Friends, God is calling us out from our own comfortable spaces.  He’s asking us to extend a hand to those around us that are hurting and hopeless.  He wants us to let our guards down and open up!  To let others into our world and us into theirs.  We are not meant to be islands and fight the good fight alone.  We need to carry each other and He, in turn, carries us all.

My simple challenge to us all (myself included) is to start stepping out more in love and compassion.  Don’t do it as a good deed to check off your list.  Let’s pray that God would soften our hearts and fill us with His love for others.  Ask Him to take the scales off our eyes so we can see people the way He does.  Then take the next step and call a friend, maybe one that God lays on your heart specifically.  And a little while later, call them again.  Ask them to go for coffee or invite them over for supper. Don’t worry about saying the right or wrong things.  God will give you the words at the time.  Maybe all that’s required of you is to listen.  Allow yourself to become invested in their wellbeing.  Check up on them regularly.  Pray FOR them and pray WITH them.  Love them.  And as time passes, keep loving them.

Where would we be if God hadn’t loved us like that?  He could have left us to our sinful fate but instead Jesus entered this world, lived among us and took on our pain.  He did it the slow, raw and true way.  No shortcuts.  Real pain.  Real example.  Real love.

This is how God showed His love among us: He sent His one and only Son into the world that we might live through Him. This is love: not that we loved God, but that He loved us and sent His Son as an atoning sacrifice for our sins. Dear friends, since God so loved us, we also ought to love one another. No one has ever seen God; but if we love one another, God lives in us and his love is made complete in us.”  John 4:9-12

Love and blessings,

Jody

A Loaf Of Zucchini Bread

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_49A9018Written by: Cindy Morrone

Going with one of our daughters to the hair dresser last week, I was delighted to see an elderly customer, hand her hair dresser a loaf of zucchini bread.  Her hair dresser remarked on what a wonderful lady she is. We marveled at this woman’s kindness and how we do not see this often.  Someone showing their appreciation with gifts.

The yearning in my belly rose once again to the surface that day.

I wanted and needed someone to show me such kindness.

For a plethora of personal reasons, I longed for tangible loving. Something I could see, hear and touch.

On a particular difficult morning, I received her message. She had something for me and could she drop it off after work?

This lovely had no idea what I had been going through and I did not disclose this yearning to her.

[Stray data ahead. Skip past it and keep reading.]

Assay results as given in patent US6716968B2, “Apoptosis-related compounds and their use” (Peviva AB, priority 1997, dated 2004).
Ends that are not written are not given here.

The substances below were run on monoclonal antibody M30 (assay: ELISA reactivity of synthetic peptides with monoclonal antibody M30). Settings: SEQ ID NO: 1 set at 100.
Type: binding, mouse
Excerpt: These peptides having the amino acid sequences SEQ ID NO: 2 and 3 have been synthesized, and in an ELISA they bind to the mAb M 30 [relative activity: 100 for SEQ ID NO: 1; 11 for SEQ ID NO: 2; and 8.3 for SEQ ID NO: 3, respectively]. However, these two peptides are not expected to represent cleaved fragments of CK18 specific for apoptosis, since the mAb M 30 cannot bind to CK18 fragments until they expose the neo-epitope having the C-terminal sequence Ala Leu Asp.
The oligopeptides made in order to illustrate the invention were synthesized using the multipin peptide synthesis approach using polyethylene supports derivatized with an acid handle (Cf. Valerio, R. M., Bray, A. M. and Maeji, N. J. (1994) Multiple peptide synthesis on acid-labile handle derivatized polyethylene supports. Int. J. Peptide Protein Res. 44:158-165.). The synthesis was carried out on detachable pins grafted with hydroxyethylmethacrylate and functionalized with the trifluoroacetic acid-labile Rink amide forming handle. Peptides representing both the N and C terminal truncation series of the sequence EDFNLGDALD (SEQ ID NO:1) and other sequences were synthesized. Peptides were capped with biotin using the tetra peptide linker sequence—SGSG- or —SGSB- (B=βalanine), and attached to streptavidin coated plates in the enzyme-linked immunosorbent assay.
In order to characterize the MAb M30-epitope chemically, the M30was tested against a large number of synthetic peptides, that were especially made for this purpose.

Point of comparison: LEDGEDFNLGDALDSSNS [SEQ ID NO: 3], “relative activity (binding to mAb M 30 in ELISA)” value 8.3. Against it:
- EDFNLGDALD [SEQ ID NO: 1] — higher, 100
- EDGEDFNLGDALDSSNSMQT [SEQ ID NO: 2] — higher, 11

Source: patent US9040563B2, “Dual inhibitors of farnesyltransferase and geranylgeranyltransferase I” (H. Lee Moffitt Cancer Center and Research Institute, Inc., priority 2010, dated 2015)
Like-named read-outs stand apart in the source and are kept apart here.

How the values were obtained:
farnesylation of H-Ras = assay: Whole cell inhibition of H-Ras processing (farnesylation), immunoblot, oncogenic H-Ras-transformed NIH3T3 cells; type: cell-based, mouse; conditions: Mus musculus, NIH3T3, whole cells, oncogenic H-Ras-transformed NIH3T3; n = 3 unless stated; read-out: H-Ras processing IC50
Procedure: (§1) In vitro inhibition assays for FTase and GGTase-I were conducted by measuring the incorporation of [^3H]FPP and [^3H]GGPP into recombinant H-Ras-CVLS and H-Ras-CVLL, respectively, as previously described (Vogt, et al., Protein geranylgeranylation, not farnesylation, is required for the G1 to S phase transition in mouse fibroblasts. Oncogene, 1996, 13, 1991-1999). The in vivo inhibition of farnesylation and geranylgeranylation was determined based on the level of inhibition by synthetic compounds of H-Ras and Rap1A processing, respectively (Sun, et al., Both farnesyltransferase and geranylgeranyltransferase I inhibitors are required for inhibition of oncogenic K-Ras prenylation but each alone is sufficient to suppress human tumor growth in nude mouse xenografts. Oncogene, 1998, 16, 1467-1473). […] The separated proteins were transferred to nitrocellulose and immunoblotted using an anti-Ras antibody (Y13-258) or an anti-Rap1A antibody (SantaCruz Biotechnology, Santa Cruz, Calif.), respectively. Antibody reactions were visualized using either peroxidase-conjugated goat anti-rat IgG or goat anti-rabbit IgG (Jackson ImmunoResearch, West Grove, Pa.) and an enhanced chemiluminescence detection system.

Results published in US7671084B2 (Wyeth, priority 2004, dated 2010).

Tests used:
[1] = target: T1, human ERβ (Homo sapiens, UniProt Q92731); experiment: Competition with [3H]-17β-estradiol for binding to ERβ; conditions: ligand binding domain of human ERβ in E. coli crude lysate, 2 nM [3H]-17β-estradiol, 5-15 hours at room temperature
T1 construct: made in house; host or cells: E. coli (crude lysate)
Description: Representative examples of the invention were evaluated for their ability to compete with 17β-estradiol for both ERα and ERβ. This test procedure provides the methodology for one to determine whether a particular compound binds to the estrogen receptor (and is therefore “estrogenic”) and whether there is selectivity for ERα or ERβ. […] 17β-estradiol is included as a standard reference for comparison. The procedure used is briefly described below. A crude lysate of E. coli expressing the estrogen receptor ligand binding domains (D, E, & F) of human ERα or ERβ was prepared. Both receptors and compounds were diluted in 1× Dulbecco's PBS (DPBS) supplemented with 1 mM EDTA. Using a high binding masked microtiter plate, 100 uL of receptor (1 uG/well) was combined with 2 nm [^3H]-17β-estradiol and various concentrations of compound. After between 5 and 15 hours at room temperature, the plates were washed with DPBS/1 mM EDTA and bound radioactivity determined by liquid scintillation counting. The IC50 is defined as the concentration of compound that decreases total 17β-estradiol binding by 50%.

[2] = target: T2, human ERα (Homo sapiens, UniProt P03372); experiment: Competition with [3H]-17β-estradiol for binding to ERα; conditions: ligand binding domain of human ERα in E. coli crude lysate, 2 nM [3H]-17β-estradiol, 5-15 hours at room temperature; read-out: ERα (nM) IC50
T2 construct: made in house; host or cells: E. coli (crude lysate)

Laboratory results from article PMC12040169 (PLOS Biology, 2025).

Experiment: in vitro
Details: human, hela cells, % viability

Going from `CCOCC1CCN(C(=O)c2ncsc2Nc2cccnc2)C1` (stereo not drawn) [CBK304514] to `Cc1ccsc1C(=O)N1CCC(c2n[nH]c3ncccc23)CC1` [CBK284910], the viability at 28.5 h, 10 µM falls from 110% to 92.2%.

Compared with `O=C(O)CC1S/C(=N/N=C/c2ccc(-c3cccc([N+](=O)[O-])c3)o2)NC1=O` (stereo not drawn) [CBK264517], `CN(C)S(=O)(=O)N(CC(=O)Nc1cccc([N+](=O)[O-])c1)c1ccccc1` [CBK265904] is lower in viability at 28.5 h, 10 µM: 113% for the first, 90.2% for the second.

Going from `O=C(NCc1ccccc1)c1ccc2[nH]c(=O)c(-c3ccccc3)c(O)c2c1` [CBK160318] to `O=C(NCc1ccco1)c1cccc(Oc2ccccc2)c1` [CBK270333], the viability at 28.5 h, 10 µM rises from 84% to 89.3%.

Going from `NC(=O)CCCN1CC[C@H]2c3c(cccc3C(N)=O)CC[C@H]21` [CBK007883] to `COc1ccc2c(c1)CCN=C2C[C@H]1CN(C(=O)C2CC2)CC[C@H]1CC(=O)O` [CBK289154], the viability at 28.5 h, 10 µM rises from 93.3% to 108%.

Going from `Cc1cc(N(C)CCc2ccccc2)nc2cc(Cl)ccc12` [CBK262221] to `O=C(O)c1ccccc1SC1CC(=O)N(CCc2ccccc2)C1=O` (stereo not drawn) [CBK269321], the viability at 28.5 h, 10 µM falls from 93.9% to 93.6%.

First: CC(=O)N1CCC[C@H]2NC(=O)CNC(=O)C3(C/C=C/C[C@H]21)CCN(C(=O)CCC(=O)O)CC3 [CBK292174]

I had to my Jesus though.

In my constant prayers, I asked Him to fill my needs, to comfort me, and to heal me.  Not only did He hear my prayer but He asked someone else on my behalf, to deliver a gift of kindness.

Unbelievable!!

When she came to my door she said she felt silly bringing me a loaf of zucchini bread.  Yes, I said zucchini bread!  She explained that she had made several and when praying about who to give a loaf to, my name (Yes, MY name!!) came to her mind.

At my door, I tried to awkwardly share how much this meant to me.  And she started to express that although she felt silly, it was more important for her to be obedient.  She didn’t know why or how important this act was and she didn’t need to know.

She said, “I did feel a little silly, but it’s more silly to be disobedient to God! Thank you God for leading and guiding us!! I pray God will bless you and use you today!! I probably won’t know how much it meant to you but God did and I want to be used by Him!”

Unbelievable!!

How often do we let our feelings of silliness get in the way of being the hands and feet of Jesus? Maybe we think the act of kindness too little, too inexpensive, too ordinary.  Maybe because we don’t know the reason behind the call to action our feet stop.

The way I see it, there were (at least) 3 Gospel Truths at work in this act of kindness towards me:

  • The Lord heard my prayers and answered them. “Then you will call on me and come and pray to me, and I will listen to you.” Jerimiah 29:12
  • There is opportunity to serve and come alongside others. Jesus, Himself being our ultimate Servant. ‘When he had finished washing their feet, he put on his clothes and returned to his place. “Do you understand what I have done for you?” he asked them. “You call me ‘Teacher’ and ‘Lord’, and rightly so, for that is what I am.  Now that I, your Lord and Teacher, have washed your feet, you also should wash one another’s feet. I have set you an example that you should do as I have done for you.”’ John 13:12-15
  • Saying Yes! and doing is necessary to deliver tangible love. This lovely was ready, willing and obedient to deliver this act of kindness to me.  “Each of you should use whatever gift you have received to serve others, as faithful stewards of God’s grace in it various forms.”  1 Peter 4:10

Thank you, lovely, Julie MacIntosh-Hough!! Again, you’ll probably never know how much your gift truly blessed me (and yet, you did it anyway)

 

Running On Empty? What Do You Do?  The Choice is Ours.

Written by: Cindy Morrone

I had several prescheduled appointments to make.  Time was tight but I had arranged each stop strategically so it would all work out.

I didn’t make room for error.

At the appointed time, we got into our van, turned it on and immediately I noticed that in order to do what I had to do and get back home, I would need gas or we’d be stranded.